Doctor Who‘s TARDIS was ubiquitous at this year’s San Diego Comic-Con, inspiring fan art and even some runway-ready couture. But eagle-eyed attendees may have spotted the ever-recognizable blue box swooping through the trees behind the Convention Center during the event. The flight of the TARDIS was the handiwork of Otto Dieffenbach III, marketing director for Flyguy Promotions, a company that specializes in building flyable objects for brands.
The Maryland-born Dieffenbach stumbled onto Doctor Who through his work. “Two years ago I began flying many shapes, including a basic can, box and billboard,” he said. “One of my friends saw the box and said I should turn it into a TARDIS. That is when my Doctor Who education began.” Dieffenbach’s 32-year-old son, a 15-year Comic-Con artist, helped him get up to speed on the show, and he’s been a fan ever since.
“I love that Doctor Who spans the whole era of science fiction and has transformed itself for each generation,” said Dieffenbach. “The quality of the production today is remarkable, with interesting and fun characters. To my American mind, the TARDIS is to Doctor Who what the Enterprise is to Star Trek. It was an inspired decision for the show creators to use a police call box as the TARDIS.”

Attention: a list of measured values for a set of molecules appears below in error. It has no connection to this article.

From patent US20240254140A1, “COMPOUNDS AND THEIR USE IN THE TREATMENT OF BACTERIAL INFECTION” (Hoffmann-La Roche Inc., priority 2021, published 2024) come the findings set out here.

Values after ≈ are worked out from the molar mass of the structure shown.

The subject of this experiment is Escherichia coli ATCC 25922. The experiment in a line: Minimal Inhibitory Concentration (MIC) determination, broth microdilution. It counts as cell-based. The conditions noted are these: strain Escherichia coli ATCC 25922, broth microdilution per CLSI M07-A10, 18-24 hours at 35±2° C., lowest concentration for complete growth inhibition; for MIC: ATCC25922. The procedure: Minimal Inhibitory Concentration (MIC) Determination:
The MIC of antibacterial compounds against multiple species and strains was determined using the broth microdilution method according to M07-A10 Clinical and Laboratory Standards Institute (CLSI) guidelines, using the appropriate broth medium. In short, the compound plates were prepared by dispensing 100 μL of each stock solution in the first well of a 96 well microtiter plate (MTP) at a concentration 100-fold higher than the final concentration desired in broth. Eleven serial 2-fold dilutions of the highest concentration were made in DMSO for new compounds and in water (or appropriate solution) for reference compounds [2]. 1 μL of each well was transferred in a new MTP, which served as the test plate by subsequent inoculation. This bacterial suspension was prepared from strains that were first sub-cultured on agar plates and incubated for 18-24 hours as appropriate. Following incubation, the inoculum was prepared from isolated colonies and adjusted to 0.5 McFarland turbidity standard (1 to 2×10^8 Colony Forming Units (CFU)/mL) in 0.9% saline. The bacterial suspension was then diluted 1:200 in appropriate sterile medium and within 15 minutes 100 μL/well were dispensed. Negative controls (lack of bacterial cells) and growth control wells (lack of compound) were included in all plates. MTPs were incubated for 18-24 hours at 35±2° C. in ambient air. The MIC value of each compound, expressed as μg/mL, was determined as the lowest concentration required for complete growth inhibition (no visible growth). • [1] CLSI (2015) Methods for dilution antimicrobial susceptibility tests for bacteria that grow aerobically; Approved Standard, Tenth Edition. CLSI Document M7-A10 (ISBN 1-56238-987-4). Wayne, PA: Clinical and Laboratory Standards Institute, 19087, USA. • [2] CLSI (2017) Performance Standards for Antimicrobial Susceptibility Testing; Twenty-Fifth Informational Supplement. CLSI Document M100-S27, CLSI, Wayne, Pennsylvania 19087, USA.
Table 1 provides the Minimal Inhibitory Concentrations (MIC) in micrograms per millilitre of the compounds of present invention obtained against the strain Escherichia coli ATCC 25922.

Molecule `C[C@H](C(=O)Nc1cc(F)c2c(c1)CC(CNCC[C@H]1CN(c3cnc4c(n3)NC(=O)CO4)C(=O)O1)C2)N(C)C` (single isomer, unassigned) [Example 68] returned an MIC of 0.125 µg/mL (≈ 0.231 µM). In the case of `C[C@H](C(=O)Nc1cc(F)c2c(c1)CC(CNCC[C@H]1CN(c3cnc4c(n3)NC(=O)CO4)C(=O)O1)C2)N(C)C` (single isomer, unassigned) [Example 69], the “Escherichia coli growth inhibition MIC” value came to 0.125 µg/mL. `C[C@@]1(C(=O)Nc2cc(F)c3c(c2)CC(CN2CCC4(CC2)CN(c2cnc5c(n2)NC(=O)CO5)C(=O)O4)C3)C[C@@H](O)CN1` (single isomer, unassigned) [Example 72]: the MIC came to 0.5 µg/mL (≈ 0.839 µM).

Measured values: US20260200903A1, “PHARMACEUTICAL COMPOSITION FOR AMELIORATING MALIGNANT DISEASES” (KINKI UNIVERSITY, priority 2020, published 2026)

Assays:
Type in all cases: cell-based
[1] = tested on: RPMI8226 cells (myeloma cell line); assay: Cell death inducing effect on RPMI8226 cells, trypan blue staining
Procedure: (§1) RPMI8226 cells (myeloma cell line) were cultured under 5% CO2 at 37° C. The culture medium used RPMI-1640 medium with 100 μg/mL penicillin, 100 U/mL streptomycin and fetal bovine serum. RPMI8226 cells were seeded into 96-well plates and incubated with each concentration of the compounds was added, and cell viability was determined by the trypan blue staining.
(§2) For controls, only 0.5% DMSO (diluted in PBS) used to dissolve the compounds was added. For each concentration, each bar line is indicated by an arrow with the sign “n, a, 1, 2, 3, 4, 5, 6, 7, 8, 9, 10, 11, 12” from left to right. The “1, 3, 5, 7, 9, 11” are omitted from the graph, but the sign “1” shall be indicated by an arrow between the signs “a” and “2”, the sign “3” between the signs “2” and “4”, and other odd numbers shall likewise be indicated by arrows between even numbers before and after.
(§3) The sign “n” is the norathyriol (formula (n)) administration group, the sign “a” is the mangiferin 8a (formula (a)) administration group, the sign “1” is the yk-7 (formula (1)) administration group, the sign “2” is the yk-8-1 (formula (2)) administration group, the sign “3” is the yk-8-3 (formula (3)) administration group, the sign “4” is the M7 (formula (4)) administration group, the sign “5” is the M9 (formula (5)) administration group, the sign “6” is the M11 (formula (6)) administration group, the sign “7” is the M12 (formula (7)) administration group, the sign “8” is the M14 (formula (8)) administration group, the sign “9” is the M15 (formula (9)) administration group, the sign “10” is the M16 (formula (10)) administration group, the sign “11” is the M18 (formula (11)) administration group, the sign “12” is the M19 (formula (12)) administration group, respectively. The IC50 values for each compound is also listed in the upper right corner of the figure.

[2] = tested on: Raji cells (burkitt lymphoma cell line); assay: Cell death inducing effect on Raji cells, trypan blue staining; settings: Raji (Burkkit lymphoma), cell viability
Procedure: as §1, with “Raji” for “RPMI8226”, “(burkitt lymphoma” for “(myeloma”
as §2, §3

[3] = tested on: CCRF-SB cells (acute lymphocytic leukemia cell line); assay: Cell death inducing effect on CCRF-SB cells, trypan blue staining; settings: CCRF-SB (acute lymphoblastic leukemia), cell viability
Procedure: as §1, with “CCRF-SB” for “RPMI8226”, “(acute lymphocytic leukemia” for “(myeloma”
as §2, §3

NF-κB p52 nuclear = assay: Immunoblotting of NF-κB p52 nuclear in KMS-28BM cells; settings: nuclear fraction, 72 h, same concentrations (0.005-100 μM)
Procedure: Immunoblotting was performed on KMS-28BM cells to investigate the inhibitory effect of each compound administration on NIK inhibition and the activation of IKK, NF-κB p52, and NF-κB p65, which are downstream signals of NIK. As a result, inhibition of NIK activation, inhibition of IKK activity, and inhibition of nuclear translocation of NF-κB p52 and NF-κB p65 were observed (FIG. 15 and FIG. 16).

Dieffenbach flew the initial, 30-inch-tall TARDIS for Doctor Who’s 50th anniversary, and, after the success of that flight, he then set his sights on San Diego Comic-Con, building a larger-sized version for the 2014 and 2015 conventions.
“Comic-Con is the worldwide science fiction event of the year,” he said, “and Doctor Who is one of the premiere science fiction shows with a loyal and growing following. In addition, the area behind the San Diego Convention Center, San Diego Bay, is an ideal venue for safe flight operations.”
The structure of the blue box is built from foam, wood, and carbon fiber, weighing four pounds. “It is bigger on the inside enabling it to house all the electronics for flight,” he joked. “I had to go there.”
But to get the unique TARDIS-like careening trajectory required special engineering. “The TARDIS is a radio-controlled platform that is more like a plane than a helicopter,” he said. “It has four internal motors that supply 10 pounds of thrust and four flight control surfaces. In hover, during takeoff and landing, the motors and control surfaces provide guidance and stability. During horizontal flight, the control surfaces provide primary control.”
Reactions to the flying TARDIS have been strong. “Wonder and awe are the first words that come to mind,” said Dieffenbach. “Most people, when they first see it, want a selfie or to hug it. Then I mentioned that it flies, and the jaws drop and the looks of disbelief appear. When I fly the TARDIS you get a lot of shouts, laughs and ‘I want one.’ It does stop traffic.”Read More